The Nashville Predators are a team behind most other teams when it comes to talent and skill. At least that’s what most forum jockeys and media members will attest since the Predators have an internal budget roughly $8 million below most other teams (meaning a budget at the midpoint of the salary cap). Given the many times that David Poile, Barry Trotz, or some player talks about having to do more with less, it seems that they believe that as well. I guess the mantra of “No Excuses” isn’t that strong down on 500 Broadway is it?
Quite frankly, the belief that a team on a budget in this salary cap age can’t be successful is completely false at best and an excuse in the making at worst. Look at the teams with at least $7 million of projected cap space (courtesy of capgeek.com). Nashville, Phoenix, Dallas and Columbus are all tied for 6th in the Western Conference with 31pts. L.A. is 5th with 34pts and Colorado is 4th with 35pts. Atlanta is 5th in the Eastern Conference with 31pts and Tampa is 8th with 28pts. Only the Islanders in the East and St. Louis in the West are currently out of playoff position- and we Predator fans all know what St. Louis is capable of achieving. If 80% of those teams projected to have a final payroll near the midpoint are playing at a playoff level, why is there so much focus on those teams that have a budget? Much of the time it coincides with the fact that many of those teams working on a budget are a recent expansion team, a non-traditional market, or both- and it is another item in the list of reasons of why one of those teams can’t be successful for those ignorant of the facts. Putting that aside for the moment, I’m not naïve enough to say that there is no difference to operating a team on a stricter budget as opposed to one where the only monetary limitations are the League’s cap. So, how are those teams doing it? While there is a little variance, there is a strong commonality.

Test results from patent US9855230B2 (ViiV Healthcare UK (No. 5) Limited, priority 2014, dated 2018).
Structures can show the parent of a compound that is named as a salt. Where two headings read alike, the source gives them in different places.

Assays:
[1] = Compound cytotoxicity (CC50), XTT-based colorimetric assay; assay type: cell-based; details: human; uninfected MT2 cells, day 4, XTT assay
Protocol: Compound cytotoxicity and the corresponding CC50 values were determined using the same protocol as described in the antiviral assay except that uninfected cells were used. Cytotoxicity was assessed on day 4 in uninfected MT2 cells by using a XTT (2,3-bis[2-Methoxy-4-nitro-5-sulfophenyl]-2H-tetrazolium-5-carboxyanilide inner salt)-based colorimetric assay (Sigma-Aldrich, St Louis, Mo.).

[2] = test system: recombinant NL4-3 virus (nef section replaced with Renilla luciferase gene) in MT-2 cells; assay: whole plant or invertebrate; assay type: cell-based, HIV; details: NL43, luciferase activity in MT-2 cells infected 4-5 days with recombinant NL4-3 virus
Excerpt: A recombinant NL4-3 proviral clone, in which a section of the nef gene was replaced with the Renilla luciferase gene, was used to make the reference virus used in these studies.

It starts with youth. Then you have to have the right mix of veterans including an elite or superstar forward. In this salary cap world every team, regardless of their budget, has to find that mix. Those teams restricted to not exceeding the midpoint should still be able to have one elite/superstar forward if a proper mix of cheap youth and good role playing veterans exist and are utilized.
How does Nashville compare to that group? Nashville does not have that elite/superstar forward. They do pay a couple of forwards (Martin Erat and David Legwand) a little too near that level, but not onerously so. Nashville does have a lot of cheap, youthful talent in Cal O’Reilly, Mike Santorelli, Patric Hornqvist and Colin Wilson. The problem that I see in Nashville is that there isn’t enough support given to the young players. There are enough very good veterans on this team’s forward core to spread out over three lines and allow those young players to be put into the best position possible to succeed while being mentored. What we typically see, however, are rookies bunched together on the third line with little support or mentorship on the ice. They don’t produce enough at the NHL level and then they get sent to Milwaukee and another rookie called up. Two weeks later, after that rookie didn’t produce, places will likely be swapped again because they were “tearing it up in Milwaukee”. Rinse and repeat.